Nicotine is dangerous for kids at any age whether it comes from an e-cigarette, hookah, cigarette or cigar, warned Tom Frieden, CDC director, in announcing the data.

“Adolescence is a critical time for brain development. Nicotine exposure at a young age may cause lasting harm to brain development, promote addiction and lead to sustained tobacco use,” Frieden said.

More than 40 states – including Ohio — have banned the sale of e-cigarettes to people under age 18, a prohibition announced on a poster-sized sign on a wall at Totally Wicked.

The FDA’s Center for Tobacco Products is supporting more than 50 research products addressing e-cigarettes, including studies looking at health consequences, youth and adult awareness and addiction.

The agency has proposed extending its authority to regulate products such as e-cigarettes that meet the legal definition of a tobacco product, said FDA press officer Michael Felderbaum. Among the proposed rule’s are requiring newly deemed tobacco products to be registered with the FDA, submit product and ingredient listings and health warning labels, and adhere to minimum age and identification restrictions.

“ ‘Deeming’ will allow FDA to issue future regulations regarding these products to reduce their harmfulness, if FDA determines that such regulations would be appropriate for the protection of the public health,” Felderbaum said.

Democrats U.S. Rep. Tim Ryan and Sen. Sherrod Brown say they support extending FDA’s regulatory authority over e-cigarettes. Ryan voted in favor of an amendment to the Agriculture Appropriations bill to grant FDA that authority.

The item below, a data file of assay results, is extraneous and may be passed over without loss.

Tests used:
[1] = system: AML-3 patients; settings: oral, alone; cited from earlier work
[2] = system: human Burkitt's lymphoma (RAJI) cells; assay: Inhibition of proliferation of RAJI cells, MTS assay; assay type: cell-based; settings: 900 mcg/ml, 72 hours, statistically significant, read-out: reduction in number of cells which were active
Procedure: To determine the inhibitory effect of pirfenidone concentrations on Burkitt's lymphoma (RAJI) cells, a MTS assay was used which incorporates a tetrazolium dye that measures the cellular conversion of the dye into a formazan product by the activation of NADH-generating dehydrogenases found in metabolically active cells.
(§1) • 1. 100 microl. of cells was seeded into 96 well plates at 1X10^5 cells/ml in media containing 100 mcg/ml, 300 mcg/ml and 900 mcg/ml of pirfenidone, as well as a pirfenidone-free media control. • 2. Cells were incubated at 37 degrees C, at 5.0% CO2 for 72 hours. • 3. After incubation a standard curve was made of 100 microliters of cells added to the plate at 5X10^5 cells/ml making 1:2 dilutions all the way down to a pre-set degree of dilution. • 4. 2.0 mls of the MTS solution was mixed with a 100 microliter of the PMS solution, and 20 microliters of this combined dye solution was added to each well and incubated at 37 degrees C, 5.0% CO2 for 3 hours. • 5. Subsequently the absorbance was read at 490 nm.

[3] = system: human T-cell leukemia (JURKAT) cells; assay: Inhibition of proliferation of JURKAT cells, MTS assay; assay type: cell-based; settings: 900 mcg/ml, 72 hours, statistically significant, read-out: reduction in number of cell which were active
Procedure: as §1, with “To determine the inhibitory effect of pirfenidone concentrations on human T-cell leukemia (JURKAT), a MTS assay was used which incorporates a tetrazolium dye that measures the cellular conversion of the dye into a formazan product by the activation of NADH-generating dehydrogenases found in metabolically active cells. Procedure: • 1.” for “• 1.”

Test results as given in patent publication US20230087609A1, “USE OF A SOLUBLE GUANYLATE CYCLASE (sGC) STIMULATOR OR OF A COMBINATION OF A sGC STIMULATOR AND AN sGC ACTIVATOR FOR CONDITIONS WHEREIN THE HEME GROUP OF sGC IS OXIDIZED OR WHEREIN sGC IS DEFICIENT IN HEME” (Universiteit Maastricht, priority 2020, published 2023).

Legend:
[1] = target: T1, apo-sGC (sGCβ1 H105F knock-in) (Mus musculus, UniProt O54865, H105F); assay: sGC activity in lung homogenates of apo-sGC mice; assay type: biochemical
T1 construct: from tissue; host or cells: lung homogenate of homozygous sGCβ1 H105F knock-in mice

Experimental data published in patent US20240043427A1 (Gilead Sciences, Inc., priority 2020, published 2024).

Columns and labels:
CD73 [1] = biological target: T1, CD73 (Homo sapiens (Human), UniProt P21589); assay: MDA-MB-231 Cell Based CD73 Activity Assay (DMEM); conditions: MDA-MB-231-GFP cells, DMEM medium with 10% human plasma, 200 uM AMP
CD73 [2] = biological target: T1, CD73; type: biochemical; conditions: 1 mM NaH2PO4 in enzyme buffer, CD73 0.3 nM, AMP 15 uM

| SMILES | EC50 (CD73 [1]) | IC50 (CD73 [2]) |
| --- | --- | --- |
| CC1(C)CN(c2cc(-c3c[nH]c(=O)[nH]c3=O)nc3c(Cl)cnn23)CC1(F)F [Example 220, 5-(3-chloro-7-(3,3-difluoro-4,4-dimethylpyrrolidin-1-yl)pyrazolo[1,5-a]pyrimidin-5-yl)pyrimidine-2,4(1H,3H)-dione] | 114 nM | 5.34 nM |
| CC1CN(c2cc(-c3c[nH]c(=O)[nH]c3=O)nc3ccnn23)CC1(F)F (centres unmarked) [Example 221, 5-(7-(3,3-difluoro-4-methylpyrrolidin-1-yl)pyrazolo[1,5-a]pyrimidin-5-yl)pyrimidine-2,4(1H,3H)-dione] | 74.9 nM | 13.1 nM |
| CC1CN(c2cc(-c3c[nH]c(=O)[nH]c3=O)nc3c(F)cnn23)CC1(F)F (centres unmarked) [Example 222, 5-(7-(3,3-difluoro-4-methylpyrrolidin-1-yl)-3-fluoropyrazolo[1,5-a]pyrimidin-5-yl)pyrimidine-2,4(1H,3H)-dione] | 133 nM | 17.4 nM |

In April, Brown, D-Ohio, sent a letter to Health and Human Services Secretary Sylvia Mathews Burwell urging her to finalize the rules, first proposed in April 2014.

“The shameful e-cigarette marketing tactics employed by tobacco companies are aimed at encouraging a new generation to use tobacco,” Brown said. “It is past time for the FDA to regulate these dangerous products before more kids get hooked on e-cigarettes.”

U.S. Sen. Rob Portman, R-Ohio, and Rep. Bill Johnson, R-6 Ohio, says they giving the issue further consideration.

Asked whether she supports FDA regulation of e-cigarettes, Totally Wicked’s trainer, Siewaks said it depends on the regulations.

“If you’re just talking about taxes, I don’t see any reason why we wouldn’t want to roll with the punches,” she said. But other regulations – proposed in Europe, for example – could require sealed non-refillable cartridges and prevent users from making their own liquids. “That takes that fun and hobby side away from vaping,” she said.

Sharpe backs FDA regulation and says his store is ready for when the regulations come. “The transition for us in this company would be extremely smooth, and that’s why we chose Totally Wicked,” he said.

Pictured: Co-owners Jay Sharpe and Dan Crump with store manager Derek Cooper.

Copyright 2024 The Business Journal, Youngstown, Ohio.